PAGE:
the writer is a lonely hunter

writing by Gail Aldwin and other authors

You used how many titles?

on May 3, 2023
Photo credit: Nick Morrison, Unsplash

My publishing contract with Bloodhound Books for The Secret Life of Carolyn Russell indicates the title is a working title. It also says the publisher will consult on the proposed cover. Contract vetting by the Society of Authors, suggested I might like to strengthen the consultation right on the cover (and title) to a right of approval. This wasn’t something I cared about. After all, the title had changed four times since I started drafting the novel in 2021. Here’s the story of how the title changed:

Title One: Little Swot

In the 1979 storyline, Carolyn persuades her mother to invest in tutoring which provides an opportunity for close contact with the teacher of her dreams, Mr Simmons. But when I told my husband about Little Swot, he assumed the title referred to a boy.

Title Two: Extra Lessons

Still on the theme of tutoring, I changed to a title which I thought had a nuanced double meaning. (I did check on Amazon that it hadn’t been used for erotic fiction!) Although as time wore on, I began to feel this title wasn’t quite right.

Title Three: The Girl and the Tutor

I attended an online masterclass in December 2021 offered by Writers & Artists. It was called How to Write a Book That Sells and delivered by bestselling author Angela Clarke. The content focused on the submission package (opening chapters, synopsis and cover letter) and was aimed at developing this in order to acquire literary representation. One of the things Angela emphasised was the need to pay attention to supermarket bookshelves. It’s Angela’s contention that busy women doing the weekly shop want to grab a book similar to one they’ve enjoyed before. With the advent of Gone Girl and Girl on a Train, many similar titles followed. This is how I settled on the new title of The Girl and the Tutor and felt relieved that the girl in my title is actually a girl of sixteen years – and not a woman as in many of the other books. My husband still grumbled and said the title was too on the nose.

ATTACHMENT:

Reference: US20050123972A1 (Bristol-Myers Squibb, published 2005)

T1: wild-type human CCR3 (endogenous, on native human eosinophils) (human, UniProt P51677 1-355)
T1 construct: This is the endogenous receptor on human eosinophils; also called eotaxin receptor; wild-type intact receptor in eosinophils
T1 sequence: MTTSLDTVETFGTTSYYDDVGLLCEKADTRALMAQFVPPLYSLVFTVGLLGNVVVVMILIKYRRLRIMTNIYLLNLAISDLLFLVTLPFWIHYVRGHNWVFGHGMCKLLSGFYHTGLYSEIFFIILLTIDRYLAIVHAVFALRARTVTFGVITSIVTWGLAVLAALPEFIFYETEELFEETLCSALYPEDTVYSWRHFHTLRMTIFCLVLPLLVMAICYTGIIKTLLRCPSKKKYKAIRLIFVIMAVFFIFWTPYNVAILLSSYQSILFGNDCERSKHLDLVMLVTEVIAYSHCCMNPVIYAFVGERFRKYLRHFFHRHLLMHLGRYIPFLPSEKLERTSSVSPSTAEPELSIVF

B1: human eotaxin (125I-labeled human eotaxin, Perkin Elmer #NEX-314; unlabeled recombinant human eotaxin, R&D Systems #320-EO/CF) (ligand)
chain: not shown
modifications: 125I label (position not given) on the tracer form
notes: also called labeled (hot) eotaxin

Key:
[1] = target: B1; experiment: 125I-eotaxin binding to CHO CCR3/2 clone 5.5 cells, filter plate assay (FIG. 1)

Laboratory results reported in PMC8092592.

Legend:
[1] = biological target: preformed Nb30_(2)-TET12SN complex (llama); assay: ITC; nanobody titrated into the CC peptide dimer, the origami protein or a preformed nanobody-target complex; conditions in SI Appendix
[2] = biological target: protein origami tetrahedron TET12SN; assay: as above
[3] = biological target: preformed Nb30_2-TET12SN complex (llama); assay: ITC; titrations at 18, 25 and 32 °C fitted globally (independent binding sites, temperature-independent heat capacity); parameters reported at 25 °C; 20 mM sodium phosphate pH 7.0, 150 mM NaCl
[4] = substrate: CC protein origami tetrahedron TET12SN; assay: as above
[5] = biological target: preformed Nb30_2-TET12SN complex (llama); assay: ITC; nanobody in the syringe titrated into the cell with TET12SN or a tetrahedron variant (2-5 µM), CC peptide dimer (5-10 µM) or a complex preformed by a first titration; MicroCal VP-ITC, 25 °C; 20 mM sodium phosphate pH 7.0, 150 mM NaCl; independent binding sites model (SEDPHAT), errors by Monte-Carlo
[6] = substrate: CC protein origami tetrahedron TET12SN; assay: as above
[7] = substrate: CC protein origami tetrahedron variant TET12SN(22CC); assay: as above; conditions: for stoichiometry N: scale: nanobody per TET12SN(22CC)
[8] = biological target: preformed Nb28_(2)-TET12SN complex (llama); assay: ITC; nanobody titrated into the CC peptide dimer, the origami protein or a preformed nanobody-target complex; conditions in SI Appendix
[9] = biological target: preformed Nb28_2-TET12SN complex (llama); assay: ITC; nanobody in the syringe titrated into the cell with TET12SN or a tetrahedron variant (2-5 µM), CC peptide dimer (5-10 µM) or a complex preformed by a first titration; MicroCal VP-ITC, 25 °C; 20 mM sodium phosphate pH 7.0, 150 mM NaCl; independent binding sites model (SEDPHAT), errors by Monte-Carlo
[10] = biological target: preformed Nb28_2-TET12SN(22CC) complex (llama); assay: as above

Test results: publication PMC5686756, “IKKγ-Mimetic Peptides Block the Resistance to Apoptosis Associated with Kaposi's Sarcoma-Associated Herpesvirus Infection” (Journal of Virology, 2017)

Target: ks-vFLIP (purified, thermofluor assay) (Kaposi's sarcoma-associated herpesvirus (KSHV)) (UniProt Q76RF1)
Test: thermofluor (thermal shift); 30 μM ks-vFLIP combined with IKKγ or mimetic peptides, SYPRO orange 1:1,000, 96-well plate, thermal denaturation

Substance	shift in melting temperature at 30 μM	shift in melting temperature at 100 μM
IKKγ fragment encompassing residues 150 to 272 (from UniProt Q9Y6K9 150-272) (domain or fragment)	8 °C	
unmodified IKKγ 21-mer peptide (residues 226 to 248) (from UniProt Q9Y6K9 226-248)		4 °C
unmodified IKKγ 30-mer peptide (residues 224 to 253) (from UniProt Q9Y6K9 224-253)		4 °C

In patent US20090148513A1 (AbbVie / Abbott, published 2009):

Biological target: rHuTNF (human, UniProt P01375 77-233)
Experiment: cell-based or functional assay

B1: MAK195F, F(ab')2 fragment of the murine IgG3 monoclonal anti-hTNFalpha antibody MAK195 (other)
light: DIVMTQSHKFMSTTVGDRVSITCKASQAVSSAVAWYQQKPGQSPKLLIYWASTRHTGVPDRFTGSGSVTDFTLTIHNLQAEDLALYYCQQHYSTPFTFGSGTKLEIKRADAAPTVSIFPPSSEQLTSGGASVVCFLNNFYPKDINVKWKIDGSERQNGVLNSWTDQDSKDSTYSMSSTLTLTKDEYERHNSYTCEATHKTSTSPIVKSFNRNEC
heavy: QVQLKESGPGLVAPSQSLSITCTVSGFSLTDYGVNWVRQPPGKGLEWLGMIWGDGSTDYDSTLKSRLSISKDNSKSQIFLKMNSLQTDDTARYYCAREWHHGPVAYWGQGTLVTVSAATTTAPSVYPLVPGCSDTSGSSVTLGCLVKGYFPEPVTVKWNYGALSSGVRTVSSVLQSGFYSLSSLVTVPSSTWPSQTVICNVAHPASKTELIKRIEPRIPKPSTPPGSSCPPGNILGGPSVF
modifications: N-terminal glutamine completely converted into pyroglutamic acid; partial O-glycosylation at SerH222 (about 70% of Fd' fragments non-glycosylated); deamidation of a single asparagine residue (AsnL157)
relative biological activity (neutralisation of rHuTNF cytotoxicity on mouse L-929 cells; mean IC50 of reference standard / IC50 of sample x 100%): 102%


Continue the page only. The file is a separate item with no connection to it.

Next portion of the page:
Title Four: The Secret Life of Carolyn Russell

In the latter stages of my querying journey, I won feedback on my submission package during a fundraising auction for Ukraine. The editor of a small press gave helpful advice to improve all aspects of the package and suggested a new title. She said, The Girl is good, but The Girl and The Tutor is not great. Maybe just something generic like The Lost Girl or The Missing Girl or The Cold Case or The Abduction of Carolyn Russell. So, I played around with these ideas and settled on The Secret Life of Carolyn Russell.

I was prepared for the title to change again on publication by Bloodhound Books but the team were happy with it. Phew!

How important are titles to you in choosing a book to read or giving a name to your creative work?

2 responses to “You used how many titles?

  1. I love a good title. The one you have chosen seems the best! In The Chicken Soup Murder I had the title (because of ‘an incident’) long before I had a story. In my current WIP I am looking for a title. I think it will be good to choose the best one for the finished work.

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